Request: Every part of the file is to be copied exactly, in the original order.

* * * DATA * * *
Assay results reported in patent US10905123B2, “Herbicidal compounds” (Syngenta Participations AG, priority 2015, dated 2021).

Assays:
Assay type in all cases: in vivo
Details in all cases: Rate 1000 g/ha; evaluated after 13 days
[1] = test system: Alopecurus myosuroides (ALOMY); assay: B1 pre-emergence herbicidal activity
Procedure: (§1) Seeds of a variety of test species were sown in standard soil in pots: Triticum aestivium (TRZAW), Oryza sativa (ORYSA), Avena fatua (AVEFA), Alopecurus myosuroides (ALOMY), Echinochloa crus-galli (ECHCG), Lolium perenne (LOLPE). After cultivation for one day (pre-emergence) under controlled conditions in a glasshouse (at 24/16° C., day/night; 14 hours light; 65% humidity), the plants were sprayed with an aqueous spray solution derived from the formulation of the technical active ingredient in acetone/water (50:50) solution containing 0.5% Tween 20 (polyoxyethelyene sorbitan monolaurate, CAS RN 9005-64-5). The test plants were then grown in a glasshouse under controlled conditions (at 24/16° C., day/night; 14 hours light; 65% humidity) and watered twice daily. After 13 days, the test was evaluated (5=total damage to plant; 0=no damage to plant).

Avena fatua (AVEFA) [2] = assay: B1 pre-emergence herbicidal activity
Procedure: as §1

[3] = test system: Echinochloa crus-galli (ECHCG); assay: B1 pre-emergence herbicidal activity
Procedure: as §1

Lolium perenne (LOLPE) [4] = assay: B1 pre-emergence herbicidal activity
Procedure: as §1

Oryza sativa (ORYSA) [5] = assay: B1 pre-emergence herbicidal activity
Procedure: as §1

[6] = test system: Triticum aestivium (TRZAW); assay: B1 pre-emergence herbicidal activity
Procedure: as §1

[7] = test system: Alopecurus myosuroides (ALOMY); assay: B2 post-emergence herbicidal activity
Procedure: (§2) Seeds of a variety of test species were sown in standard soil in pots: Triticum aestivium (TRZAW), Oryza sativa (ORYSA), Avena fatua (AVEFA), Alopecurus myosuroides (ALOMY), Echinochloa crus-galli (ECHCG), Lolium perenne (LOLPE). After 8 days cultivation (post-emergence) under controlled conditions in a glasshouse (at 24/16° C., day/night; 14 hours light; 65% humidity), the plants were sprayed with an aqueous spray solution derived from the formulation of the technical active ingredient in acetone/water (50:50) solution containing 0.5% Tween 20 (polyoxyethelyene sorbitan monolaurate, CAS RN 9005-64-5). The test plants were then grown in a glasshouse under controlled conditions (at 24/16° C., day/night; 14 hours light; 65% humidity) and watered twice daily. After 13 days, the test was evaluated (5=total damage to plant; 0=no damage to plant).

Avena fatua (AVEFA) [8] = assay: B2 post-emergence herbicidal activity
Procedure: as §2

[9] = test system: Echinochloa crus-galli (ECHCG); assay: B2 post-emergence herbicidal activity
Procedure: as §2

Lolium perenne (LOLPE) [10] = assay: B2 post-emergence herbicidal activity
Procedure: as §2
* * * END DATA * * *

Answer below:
Assay results reported in patent US10905123B2, “Herbicidal compounds” (Syngenta Participations AG, priority 2015, dated 2021).

Assays:
Assay type in all cases: in vivo
Details in all cases: Rate 1000 g/ha; evaluated after 13 days
[1] = test system: Alopecurus myosuroides (ALOMY); assay: B1 pre-emergence herbicidal activity
Procedure: (§1) Seeds of a variety of test species were sown in standard soil in pots: Triticum aestivium (TRZAW), Oryza sativa (ORYSA), Avena fatua (AVEFA), Alopecurus myosuroides (ALOMY), Echinochloa crus-galli (ECHCG), Lolium perenne (LOLPE). After cultivation for one day (pre-emergence) under controlled conditions in a glasshouse (at 24/16° C., day/night; 14 hours light; 65% humidity), the plants were sprayed with an aqueous spray solution derived from the formulation of the technical active ingredient in acetone/water (50:50) solution containing 0.5% Tween 20 (polyoxyethelyene sorbitan monolaurate, CAS RN 9005-64-5). The test plants were then grown in a glasshouse under controlled conditions (at 24/16° C., day/night; 14 hours light; 65% humidity) and watered twice daily. After 13 days, the test was evaluated (5=total damage to plant; 0=no damage to plant).

Avena fatua (AVEFA) [2] = assay: B1 pre-emergence herbicidal activity
Procedure: as §1

[3] = test system: Echinochloa crus-galli (ECHCG); assay: B1 pre-emergence herbicidal activity
Procedure: as §1

Lolium perenne (LOLPE) [4] = assay: B1 pre-emergence herbicidal activity
Procedure: as §1

Oryza sativa (ORYSA) [5] = assay: B1 pre-emergence herbicidal activity
Procedure: as §1

[6] = test system: Triticum aestivium (TRZAW); assay: B1 pre-emergence herbicidal activity
Procedure: as §1

[7] = test system: Alopecurus myosuroides (ALOMY); assay: B2 post-emergence herbicidal activity
Procedure: (§2) Seeds of a variety of test species were sown in standard soil in pots: Triticum aestivium (TRZAW), Oryza sativa (ORYSA), Avena fatua (AVEFA), Alopecurus myosuroides (ALOMY), Echinochloa crus-galli (ECHCG), Lolium perenne (LOLPE). After 8 days cultivation (post-emergence) under controlled conditions in a glasshouse (at 24/16° C., day/night; 14 hours light; 65% humidity), the plants were sprayed with an aqueous spray solution derived from the formulation of the technical active ingredient in acetone/water (50:50) solution containing 0.5% Tween 20 (polyoxyethelyene sorbitan monolaurate, CAS RN 9005-64-5). The test plants were then grown in a glasshouse under controlled conditions (at 24/16° C., day/night; 14 hours light; 65% humidity) and watered twice daily. After 13 days, the test was evaluated (5=total damage to plant; 0=no damage to plant).

Avena fatua (AVEFA) [8] = assay: B2 post-emergence herbicidal activity
Procedure: as §2

[9] = test system: Echinochloa crus-galli (ECHCG); assay: B2 post-emergence herbicidal activity
Procedure: as §2

Lolium perenne (LOLPE) [10] = assay: B2 post-emergence herbicidal activity
Procedure: as §2